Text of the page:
LACMA: The largest encyclopedic art museum on the West Coast has everything you need to spend an entire day immersed in culture. I should know. I once worked there and fondly remember escaping from my desk to visit undiscovered galleries or to sit quietly with one of my favorite artworks from the permanent collection.
Ladies’ Room: This downtown gallery shows female and non-binary artists exclusively but enthusiastically reminds us on their website that “all genders are welcome to visit.” The program was launched after extensive research: When nearly 2 million different art-auction sales were studied, it was found that female artists earn an average of 47 percent of their male artist counterparts; only 31 percent of solo exhibitions in museums are female artists; and when more than 5,000 artists were tallied in the top contemporary art galleries worldwide, only 30 percent are female. The current group show, “Work” (through May 27), brings together artists including Beca Van K., Felice Grodin, Renata Daina, and Shiyuan Xu.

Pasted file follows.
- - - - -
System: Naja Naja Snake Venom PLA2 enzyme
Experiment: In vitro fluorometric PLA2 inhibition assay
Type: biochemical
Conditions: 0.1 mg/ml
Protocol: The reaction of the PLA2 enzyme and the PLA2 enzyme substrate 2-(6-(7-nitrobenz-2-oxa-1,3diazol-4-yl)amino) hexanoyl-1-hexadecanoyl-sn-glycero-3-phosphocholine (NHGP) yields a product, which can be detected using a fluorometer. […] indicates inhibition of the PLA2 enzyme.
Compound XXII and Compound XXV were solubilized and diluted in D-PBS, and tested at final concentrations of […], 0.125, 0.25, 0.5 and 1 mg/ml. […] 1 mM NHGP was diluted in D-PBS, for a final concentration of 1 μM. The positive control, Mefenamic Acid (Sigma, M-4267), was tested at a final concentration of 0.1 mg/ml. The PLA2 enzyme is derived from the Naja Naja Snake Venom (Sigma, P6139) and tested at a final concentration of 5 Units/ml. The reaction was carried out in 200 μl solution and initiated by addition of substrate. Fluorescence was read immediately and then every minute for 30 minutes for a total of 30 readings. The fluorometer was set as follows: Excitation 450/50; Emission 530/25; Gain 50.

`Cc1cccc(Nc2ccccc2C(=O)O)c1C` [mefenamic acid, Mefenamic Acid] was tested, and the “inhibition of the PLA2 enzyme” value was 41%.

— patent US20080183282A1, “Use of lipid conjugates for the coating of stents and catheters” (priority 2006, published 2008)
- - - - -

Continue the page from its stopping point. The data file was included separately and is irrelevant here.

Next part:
When Malibu Calls
The kids in the movie Spanglish joyfully squealing, “Mali-boo! Mali-boo!” came to mind when as I spent a few days in this alluring seaside enclave — or, shall I say, this hamlet of calculated casual glamour. I used to affectionately refer to this as “Malibu style” when I lived on the West Coast. Those studied outfits usually consisted of untucked John Varvatos button-up shirts paired with flip-flops for men, with the women sporting Dior sunglasses and Rachel Comey maxi dresses that they likely procured at Fred Segal (where everyone shops, including myself on my recent trip).